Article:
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Maximizing Your Pension Benefits

August 15, 2012

(Reprinted from the September 2012 edition of Bath Country Journal and Richfield Times.)

For those fortunate enough to have an employer-provided pension, opportunities exist to make smart choices in regards to the pension election decision and to maximize the benefits from the pension.

Retirees Are Happier With Pensions

Many studies in the U.S. and other developed countries show that retirees are clearly happier having a guaranteed income stream, provided by a pension. A recent 2012 BlackRock Retirement Survey found that retirees with a guaranteed income stream are far more confident about their finances than those without. Another study found that retirees with a traditional pension are more content than those with the same level of wealth but no pension, and that retirees who have both a pension and a 401(k) are even happier.

Every pension plan is similar but also different. Some plans offer an option to cash out the pension and do a lump sum rollover to a traditional IRA. This option may be advantageous, however, electing this option generally negates the emotional benefits of having a pension and subjects the worker to the inherent uncertainty associated with investing. This uncertainty can be a significant detractor from happiness.

Other plans do not offer a lump sum option and may just offer various levels of monthly payments based on the worker’s life only (single life) and on a survivorship basis if the worker is married. The single life benefit will always be the highest benefit available and all forms of survivorship benefits will have some level of reduction from the single life amount, since the benefit will cover both lives.

Maximizing Benefits

One of the best ways to maximize pension benefits is to consider the use of life insurance in conjunction with the pension.Let’s consider an example. Suppose we have a married couple John and Jane both age 64. John is planning to retire at age 65 and has a pension that will pay him $4,085 per month for his life only or $3,309 as long as either lives. This is a 19% reduction from the single life option and after federal and state taxes at a combined 34% rate, this represents an annual difference of $6,146.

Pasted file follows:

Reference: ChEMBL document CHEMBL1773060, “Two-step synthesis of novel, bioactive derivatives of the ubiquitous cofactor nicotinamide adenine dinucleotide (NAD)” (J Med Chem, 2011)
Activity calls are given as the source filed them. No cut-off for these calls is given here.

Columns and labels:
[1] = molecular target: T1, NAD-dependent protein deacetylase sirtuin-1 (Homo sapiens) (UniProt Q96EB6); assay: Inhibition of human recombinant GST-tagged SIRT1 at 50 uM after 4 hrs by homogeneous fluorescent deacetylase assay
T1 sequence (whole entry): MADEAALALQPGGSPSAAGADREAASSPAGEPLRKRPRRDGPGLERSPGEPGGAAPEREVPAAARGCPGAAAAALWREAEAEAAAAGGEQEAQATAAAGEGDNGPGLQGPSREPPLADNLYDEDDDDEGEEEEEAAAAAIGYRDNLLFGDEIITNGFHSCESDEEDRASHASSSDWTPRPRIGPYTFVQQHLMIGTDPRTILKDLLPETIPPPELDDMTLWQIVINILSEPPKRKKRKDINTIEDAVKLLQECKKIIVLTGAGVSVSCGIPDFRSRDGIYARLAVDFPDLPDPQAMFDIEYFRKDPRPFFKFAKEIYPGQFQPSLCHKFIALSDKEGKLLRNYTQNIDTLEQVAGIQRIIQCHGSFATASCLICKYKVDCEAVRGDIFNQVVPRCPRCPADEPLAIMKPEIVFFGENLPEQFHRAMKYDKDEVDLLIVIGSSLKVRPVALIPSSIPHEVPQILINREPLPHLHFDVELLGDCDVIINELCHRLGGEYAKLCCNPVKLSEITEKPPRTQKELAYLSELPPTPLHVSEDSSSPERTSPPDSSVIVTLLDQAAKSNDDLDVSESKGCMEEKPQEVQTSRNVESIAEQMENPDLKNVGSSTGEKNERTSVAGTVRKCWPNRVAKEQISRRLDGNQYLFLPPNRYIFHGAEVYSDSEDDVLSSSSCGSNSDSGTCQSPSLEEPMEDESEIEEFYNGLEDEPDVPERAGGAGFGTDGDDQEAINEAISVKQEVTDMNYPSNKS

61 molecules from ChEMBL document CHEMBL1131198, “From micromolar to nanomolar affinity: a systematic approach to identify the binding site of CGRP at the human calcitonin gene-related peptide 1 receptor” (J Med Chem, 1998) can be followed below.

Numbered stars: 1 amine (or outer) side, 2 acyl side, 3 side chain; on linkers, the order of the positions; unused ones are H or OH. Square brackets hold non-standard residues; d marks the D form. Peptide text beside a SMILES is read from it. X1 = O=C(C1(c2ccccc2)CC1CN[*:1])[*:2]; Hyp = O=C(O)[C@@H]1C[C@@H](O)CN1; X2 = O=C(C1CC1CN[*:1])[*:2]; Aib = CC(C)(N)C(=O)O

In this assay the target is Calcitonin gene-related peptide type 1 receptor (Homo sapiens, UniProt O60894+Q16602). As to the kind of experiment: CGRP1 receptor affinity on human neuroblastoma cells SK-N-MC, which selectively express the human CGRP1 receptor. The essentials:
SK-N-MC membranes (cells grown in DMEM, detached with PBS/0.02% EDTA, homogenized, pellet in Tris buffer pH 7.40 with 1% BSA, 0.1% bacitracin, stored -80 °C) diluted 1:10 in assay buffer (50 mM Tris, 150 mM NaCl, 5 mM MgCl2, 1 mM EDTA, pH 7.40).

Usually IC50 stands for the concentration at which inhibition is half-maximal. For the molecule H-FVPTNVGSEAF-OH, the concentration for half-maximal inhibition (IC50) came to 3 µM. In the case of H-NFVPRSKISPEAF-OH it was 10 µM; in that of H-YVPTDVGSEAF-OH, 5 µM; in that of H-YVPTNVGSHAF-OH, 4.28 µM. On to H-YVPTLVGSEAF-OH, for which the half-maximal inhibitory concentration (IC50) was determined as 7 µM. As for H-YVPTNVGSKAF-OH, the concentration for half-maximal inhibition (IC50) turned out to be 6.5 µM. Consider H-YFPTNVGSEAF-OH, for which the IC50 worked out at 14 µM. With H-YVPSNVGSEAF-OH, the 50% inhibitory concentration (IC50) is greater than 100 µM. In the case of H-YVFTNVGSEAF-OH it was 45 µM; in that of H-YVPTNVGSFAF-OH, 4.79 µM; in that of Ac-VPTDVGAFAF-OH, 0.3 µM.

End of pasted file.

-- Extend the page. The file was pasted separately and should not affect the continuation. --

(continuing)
If John can qualify for life insurance, he can use the $6,146 to buy a fully-guaranteed life insurance policy that will pay $337,000 in death benefits to his spouse. To keep the comparison apples-to-apples, upon John’s passing, the death benefits are assumed to be used to purchase an immediate annuity that will pay a guaranteed benefit for the rest of Jane’s life only just as John’s pension would provide, if Jane survives him. Note that on an after-tax basis, John and Jane have the same income in either scenario and both scenarios are also fully guaranteed. The only caveat is that interest rates are a key variable in determining how much annuity income will be paid. However, with rates being so low today, it is very unlikely they would go much lower and lessen the annuity income.

Which scenario is best is predominantly a function of how John will live. As seen from the life expectancy table, a male age 64 with a standard health rating, would be expected to live to age 84 or 86, depending on the mortality table being used. To provide an equivalent after-tax income to Jane, John would need to live to at least age 71 or seven years. From the table, we see that a male age 64 with a standard health rating has better than a 90% chance of living seven years. These are quite good odds.

Analysis must always be done on a worst-case scenario where John passes immediately after electing the single life pension. Jane must have sufficient resources from savings, investments, and other sources of retirement income like Social Security to ensure her long-term financial health.

On the other hand, if John were to survive Jane, he has the option of discontinuing the insurance and increasing his annual income, or the insurance can be continued and used for estate planning purposes. This brings an important point. The traditional pension will cease providing benefits after John and Jane have passed. However, the pension plus insurance option can provide a lifetime of income but also provide life insurance proceeds to their beneficiaries.

Pension elections are usually irrevocable and due care and expertise in analyzing pension planning decisions is required. From this author’s experience, whenever a 15% or greater reduction exists between a single life and 100% survivor pension, the use of life insurance may maximize benefits. The insurance must be properly designed. Further, it is generally better to look at this strategy well in advance of retirement as insurance costs increase with age and insurability may decrease.

 

Kevin Kroskey, CFP®, MBA is President of True Wealth Design, an independent investment advisory and financial planning firm that assists individuals and businesses with their overall wealth management, including retirement planning, tax planning and investment management needs. 

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